2 ago. 2011

Rabia,

a film by Sebastián Cordero (2009) features a violent South American immigrant in Spain, José María, who falls in love with a young woman named Rosa. After killing a guy on a construction site, he hides in attic of the the suburban mansion of the family for which Rosa works as a maid living there unbeknownst to anyone while watching Rosa's pregnancy develop. Although he is extremely violent, Rosa calls him "María," feminizing him in a way. (While José María is a common name for a man in the Spanish-speaking world, the usual nickname would not be "María.") She sees only the good in him, despite his homicidal ways, and despite the fact they hardly seem to know each other. All his acts of violence, by the way, are due to his "protection" of Rosa. He kills (or beats) people who insult or attack her.

This is a film that tries a little to hard for its effects and overplays its central conceit: the old stranger living in the house bit. Acting is superb by all, but the plot wears a little thin.

15 comentarios:

Vance Maverick dijo...

How would you compare your movie reviewing to your book reviewing? (I remember asking this of Ron Silliman once.)

Captcha: nastru, probably not the Romanian for "film".

Jonathan dijo...

I don't know yet. This is the first one I've done and film is not really my métier. I get impatient with it.

Vance Maverick dijo...

I would be fascinated to read a critic who could write as lucidly about passages of film as critics (since say Eliot or Empson) have written about poetry. Or, indeed, to write, myself, as lucidly about the one as the other.

Jonathan dijo...

I think I could write very well about it, but I don't have the patience somehow, either with the medium itself or with the details I would have to enumerate. The poem just sits in front of you and you can see the whole thing at once. One thing is I'm starting to hate "intellectual" films.

Vance Maverick dijo...

Yeah, they mostly skimp on the things that make films watchable. Everyone's got their exceptions, though -- for me, Godard is the easy one, then Antonioni whose pictures were often watchable despite being laughably hollow. But I'd rather see Dirty Harry than any Bergman.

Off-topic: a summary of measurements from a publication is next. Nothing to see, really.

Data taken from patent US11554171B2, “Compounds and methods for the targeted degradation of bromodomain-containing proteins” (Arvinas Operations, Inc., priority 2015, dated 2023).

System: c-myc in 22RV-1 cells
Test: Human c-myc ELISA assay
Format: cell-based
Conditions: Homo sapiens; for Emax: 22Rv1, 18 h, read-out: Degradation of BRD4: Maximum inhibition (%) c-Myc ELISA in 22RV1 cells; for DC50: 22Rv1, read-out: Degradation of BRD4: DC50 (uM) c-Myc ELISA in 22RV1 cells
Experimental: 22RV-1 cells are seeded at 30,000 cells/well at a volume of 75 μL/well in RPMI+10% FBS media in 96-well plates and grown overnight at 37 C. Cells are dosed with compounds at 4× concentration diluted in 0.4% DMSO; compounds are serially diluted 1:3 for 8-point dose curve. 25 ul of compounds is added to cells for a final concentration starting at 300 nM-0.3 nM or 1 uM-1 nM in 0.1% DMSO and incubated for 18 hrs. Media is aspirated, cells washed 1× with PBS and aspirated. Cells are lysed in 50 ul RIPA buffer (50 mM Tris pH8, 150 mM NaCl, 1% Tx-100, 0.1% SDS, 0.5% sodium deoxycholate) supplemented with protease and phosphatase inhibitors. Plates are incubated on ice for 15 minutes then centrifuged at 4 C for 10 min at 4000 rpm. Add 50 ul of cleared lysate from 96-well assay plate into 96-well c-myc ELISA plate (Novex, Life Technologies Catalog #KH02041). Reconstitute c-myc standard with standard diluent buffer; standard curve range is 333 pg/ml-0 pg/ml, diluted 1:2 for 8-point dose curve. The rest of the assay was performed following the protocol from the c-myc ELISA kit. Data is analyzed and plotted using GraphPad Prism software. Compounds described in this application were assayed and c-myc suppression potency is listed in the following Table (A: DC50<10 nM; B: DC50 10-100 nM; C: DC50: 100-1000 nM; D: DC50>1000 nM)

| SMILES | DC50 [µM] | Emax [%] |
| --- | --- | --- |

Thomas dijo...

Scott Eric Kaufman's is one of the most lucid writer's on film I know of.

Here's a post about Mad Men.

And here's one about Antonioni.

He certainly has the necessary patience.

Jonathan dijo...

I agree about Scott. He is vey good.

Spanish prof dijo...

"I would be fascinated to read a critic who could write as lucidly about passages of film as critics (since say Eliot or Empson) have written about poetry"

Try Serge Daney.

Vance Maverick dijo...

Thanks for the reference to Daney. (I do read SEK.)

Clarissa dijo...

I also get impatient with film. Which I never do with very long novels by Galdos or Balzac. :-)

Jonathan dijo...

Angel Guerra was hard to get through, and La familia de León Roch. Other that those, I never get impatient with Galdós.

Spanish prof dijo...

@Vance: By the way, I took the term "critic" very broadly. Serge Daney was not an academic.

Spanish prof dijo...

Here is a link to one of Daney's most famous texts. Let me know what you think:

http://www.sensesofcinema.com/2004/feature-articles/kapo_daney/

Vance Maverick dijo...

That's a good piece. It's not precisely what I was looking for, but it does make me want to read more of Daney. That he wasn't an academic is no bar; and there's a volume at the public library, so I'm on my way.

I guess I'm looking for a criticism that engages with all levels of the art at once, from the elements up. Daney here is not much interested in the low levels -- part of the point of his citation of the tracking shot of the title is that he hasn't actually seen it. He's also after other game, personal history and the history of taste.

Spanish prof dijo...

Stanley Cavell on film maybe?